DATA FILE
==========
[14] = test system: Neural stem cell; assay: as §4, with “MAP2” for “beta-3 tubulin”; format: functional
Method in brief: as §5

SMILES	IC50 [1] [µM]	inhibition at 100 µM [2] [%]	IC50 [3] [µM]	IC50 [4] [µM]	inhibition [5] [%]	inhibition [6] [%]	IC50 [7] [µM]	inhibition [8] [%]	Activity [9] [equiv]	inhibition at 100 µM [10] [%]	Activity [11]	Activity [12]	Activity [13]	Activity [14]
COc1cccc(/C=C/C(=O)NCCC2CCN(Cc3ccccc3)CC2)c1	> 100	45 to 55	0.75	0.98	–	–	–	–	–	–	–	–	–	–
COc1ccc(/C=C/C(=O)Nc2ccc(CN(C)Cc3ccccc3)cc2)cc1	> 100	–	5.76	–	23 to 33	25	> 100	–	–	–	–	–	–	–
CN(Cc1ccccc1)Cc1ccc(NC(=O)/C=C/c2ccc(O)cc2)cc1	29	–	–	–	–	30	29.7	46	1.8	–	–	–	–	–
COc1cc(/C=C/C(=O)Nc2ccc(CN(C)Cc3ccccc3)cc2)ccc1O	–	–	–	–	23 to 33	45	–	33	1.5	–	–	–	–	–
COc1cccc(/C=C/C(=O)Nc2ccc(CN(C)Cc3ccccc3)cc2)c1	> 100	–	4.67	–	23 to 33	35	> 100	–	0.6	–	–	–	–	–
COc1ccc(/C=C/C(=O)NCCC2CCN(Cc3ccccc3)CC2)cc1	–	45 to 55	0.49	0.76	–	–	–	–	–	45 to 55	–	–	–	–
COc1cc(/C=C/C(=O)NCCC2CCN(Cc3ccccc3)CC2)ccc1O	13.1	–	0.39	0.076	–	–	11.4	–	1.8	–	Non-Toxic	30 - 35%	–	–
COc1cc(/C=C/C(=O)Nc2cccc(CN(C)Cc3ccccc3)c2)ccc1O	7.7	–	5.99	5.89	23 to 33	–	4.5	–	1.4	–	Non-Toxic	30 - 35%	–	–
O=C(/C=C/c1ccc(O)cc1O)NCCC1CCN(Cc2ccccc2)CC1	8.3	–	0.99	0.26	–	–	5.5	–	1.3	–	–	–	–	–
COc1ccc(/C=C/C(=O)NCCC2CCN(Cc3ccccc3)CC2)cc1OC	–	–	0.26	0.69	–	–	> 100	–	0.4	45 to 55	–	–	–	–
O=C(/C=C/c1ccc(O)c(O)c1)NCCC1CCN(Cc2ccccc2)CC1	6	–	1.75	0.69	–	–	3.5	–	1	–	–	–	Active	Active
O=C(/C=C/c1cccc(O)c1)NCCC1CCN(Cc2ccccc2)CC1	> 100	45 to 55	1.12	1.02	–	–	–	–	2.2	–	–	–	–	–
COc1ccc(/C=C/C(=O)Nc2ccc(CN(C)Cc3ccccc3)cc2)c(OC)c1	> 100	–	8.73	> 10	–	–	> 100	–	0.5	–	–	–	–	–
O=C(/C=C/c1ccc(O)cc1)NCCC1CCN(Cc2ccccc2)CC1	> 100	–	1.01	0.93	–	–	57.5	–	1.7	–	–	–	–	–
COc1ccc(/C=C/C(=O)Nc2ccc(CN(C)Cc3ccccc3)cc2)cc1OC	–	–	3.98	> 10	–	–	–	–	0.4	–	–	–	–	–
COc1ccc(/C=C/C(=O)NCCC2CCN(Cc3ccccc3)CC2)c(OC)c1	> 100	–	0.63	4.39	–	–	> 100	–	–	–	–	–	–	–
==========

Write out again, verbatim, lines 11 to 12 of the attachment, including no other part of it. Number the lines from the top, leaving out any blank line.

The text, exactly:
COc1cc(/C=C/C(=O)Nc2cccc(CN(C)Cc3ccccc3)c2)ccc1O	7.7	–	5.99	5.89	23 to 33	–	4.5	–	1.4	–	Non-Toxic	30 - 35%	–	–
O=C(/C=C/c1ccc(O)cc1O)NCCC1CCN(Cc2ccccc2)CC1	8.3	–	0.99	0.26	–	–	5.5	–	1.3	–	–	–	–	–